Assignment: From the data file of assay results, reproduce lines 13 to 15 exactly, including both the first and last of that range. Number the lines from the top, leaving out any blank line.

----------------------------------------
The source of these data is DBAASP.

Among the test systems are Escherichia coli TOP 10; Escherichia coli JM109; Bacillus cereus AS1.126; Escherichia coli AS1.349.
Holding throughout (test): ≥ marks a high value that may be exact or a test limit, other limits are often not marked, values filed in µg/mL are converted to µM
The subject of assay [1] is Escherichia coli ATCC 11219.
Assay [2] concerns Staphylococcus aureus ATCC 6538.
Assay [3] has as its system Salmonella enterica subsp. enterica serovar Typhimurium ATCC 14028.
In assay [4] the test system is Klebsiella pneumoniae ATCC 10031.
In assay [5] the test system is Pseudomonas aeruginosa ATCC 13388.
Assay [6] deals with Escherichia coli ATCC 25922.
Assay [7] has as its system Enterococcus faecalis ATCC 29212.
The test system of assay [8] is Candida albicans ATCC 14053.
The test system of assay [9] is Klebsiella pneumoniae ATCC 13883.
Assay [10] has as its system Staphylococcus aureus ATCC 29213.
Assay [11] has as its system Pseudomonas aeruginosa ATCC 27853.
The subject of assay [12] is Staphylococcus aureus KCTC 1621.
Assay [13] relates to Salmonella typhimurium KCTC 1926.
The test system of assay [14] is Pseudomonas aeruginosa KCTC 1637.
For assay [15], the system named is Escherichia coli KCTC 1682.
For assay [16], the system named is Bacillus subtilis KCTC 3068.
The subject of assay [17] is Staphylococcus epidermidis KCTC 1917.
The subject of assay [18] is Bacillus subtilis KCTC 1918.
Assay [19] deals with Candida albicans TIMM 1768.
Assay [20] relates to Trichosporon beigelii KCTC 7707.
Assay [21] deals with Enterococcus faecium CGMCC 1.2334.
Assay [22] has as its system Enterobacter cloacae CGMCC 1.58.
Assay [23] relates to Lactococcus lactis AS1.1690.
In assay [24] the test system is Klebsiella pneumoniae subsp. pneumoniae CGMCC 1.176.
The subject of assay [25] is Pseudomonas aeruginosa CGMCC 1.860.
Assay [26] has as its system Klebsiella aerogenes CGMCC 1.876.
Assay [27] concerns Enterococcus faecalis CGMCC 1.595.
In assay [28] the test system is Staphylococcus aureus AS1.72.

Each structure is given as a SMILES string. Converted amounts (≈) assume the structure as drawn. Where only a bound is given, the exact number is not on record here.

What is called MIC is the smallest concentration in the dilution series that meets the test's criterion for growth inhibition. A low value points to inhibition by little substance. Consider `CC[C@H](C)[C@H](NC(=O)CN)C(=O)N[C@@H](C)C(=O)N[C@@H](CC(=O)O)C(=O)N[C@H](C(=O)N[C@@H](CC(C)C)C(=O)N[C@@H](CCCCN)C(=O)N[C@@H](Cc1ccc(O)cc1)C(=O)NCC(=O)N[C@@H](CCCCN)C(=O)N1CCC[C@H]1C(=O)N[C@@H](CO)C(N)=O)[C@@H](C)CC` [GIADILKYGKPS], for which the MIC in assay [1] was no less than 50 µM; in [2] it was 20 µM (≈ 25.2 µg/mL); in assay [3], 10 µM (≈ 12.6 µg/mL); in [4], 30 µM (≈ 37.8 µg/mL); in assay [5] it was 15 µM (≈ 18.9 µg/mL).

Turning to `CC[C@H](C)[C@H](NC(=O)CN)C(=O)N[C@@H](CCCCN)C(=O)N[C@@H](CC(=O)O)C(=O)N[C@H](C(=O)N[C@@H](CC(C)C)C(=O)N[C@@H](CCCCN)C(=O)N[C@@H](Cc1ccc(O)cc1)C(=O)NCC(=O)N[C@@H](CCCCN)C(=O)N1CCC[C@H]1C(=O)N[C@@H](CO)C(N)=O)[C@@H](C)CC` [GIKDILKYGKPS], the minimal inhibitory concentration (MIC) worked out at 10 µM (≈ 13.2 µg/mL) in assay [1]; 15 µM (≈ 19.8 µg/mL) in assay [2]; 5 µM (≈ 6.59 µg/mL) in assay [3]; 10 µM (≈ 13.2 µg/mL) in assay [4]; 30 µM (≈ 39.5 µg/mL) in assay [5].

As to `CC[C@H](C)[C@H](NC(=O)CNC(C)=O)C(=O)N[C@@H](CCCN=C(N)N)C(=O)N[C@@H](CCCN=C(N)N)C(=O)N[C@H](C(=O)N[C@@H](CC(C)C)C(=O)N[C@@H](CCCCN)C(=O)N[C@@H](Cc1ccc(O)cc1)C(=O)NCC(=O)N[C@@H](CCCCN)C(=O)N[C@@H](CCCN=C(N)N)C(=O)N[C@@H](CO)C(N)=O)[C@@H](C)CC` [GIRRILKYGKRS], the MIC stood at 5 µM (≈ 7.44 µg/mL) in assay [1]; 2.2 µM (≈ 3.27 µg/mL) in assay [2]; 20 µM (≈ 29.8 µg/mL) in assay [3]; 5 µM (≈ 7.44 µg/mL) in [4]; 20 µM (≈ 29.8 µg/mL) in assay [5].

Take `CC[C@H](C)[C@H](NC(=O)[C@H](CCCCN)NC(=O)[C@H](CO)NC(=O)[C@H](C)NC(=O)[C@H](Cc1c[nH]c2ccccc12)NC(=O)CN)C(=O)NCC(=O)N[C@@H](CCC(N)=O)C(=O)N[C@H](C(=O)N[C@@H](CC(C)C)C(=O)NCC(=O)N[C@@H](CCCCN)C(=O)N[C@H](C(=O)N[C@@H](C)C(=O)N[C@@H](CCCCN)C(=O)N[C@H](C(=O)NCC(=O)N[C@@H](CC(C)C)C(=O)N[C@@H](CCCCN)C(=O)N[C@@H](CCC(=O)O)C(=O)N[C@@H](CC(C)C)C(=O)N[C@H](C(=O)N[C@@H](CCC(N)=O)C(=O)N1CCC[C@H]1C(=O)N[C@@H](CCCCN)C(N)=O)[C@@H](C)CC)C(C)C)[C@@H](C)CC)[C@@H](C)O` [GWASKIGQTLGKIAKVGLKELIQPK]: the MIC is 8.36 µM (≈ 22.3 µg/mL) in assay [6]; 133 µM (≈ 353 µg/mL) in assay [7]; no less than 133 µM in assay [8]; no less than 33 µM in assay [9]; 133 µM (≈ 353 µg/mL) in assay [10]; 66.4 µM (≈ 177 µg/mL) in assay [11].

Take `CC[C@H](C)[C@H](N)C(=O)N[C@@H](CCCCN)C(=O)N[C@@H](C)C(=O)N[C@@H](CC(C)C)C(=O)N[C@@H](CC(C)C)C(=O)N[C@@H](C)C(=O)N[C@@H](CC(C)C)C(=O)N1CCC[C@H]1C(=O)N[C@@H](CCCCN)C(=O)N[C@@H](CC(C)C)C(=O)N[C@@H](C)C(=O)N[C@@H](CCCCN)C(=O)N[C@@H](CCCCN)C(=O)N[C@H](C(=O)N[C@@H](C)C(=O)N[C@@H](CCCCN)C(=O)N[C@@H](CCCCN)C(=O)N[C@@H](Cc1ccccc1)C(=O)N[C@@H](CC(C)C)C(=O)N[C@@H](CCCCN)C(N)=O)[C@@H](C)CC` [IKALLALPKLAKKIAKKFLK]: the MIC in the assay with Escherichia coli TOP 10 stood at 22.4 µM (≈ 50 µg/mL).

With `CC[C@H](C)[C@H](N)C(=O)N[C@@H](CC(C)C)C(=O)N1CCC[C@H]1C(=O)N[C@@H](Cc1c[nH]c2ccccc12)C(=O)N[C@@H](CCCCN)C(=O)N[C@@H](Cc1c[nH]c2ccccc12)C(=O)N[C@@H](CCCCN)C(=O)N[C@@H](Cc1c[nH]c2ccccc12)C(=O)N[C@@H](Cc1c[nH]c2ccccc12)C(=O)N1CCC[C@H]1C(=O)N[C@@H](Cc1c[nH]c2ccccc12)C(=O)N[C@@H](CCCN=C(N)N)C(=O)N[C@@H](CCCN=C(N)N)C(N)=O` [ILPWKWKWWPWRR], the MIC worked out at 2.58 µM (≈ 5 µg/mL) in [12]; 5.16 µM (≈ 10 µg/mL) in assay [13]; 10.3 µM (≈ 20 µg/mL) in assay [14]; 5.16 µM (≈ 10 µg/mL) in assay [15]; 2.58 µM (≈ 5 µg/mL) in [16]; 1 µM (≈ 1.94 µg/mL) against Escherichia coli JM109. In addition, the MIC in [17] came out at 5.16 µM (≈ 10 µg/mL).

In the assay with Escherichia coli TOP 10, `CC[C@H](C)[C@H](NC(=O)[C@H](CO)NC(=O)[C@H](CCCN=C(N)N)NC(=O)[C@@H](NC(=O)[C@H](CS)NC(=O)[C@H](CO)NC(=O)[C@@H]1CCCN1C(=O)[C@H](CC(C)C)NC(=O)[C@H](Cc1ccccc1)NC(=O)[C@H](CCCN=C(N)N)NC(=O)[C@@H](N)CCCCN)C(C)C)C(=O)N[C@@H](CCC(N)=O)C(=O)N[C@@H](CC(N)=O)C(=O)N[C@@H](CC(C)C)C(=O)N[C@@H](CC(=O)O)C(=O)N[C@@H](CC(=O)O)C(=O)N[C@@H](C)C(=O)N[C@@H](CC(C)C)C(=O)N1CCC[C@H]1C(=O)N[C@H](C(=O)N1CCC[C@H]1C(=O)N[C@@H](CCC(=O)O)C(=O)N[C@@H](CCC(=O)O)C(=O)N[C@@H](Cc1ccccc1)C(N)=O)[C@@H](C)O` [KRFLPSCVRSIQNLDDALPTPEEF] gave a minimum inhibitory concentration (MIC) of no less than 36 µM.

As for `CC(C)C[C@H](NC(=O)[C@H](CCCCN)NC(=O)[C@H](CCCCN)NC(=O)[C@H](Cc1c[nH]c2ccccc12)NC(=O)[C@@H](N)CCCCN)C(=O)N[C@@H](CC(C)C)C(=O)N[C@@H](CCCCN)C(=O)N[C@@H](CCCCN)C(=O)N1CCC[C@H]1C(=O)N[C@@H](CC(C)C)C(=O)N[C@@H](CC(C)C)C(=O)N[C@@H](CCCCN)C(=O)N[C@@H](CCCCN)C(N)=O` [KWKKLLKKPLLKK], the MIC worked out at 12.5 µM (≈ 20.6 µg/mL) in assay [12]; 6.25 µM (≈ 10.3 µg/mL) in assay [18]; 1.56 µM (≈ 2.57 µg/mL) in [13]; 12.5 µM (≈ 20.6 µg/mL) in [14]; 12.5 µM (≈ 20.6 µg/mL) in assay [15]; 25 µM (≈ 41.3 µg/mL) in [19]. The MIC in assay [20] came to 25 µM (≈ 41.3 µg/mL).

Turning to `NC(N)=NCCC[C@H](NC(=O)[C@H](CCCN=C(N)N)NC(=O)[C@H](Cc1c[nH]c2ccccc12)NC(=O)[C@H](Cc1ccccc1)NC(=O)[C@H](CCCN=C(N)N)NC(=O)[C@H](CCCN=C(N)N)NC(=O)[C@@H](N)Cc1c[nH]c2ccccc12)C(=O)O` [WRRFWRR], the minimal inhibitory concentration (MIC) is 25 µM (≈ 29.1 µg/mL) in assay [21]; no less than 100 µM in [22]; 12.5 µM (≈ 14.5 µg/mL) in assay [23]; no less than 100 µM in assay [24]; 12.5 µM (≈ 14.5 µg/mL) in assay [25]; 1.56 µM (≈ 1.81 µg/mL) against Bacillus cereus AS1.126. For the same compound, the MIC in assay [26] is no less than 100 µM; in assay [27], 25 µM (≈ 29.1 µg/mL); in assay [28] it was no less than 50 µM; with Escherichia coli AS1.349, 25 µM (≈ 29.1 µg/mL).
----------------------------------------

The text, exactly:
Assay [10] has as its system Staphylococcus aureus ATCC 29213.
Assay [11] has as its system Pseudomonas aeruginosa ATCC 27853.
The subject of assay [12] is Staphylococcus aureus KCTC 1621.